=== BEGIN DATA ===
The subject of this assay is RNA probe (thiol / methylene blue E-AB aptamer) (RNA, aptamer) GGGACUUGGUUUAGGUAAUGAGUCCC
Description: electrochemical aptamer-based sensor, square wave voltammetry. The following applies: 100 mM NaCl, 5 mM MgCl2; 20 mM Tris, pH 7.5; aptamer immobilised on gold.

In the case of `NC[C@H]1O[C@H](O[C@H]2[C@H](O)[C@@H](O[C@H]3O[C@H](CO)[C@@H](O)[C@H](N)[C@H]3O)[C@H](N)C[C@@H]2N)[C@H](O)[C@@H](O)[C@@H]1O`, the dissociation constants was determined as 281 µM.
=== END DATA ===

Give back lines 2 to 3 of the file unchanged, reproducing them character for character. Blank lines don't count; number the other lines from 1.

Description: electrochemical aptamer-based sensor, square wave voltammetry. The following applies: 100 mM NaCl, 5 mM MgCl2; 20 mM Tris, pH 7.5; aptamer immobilised on gold.

In the case of `NC[C@H]1O[C@H](O[C@H]2[C@H](O)[C@@H](O[C@H]3O[C@H](CO)[C@@H](O)[C@H](N)[C@H]3O)[C@H](N)C[C@@H]2N)[C@H](O)[C@@H](O)[C@@H]1O`, the dissociation constants was determined as 281 µM.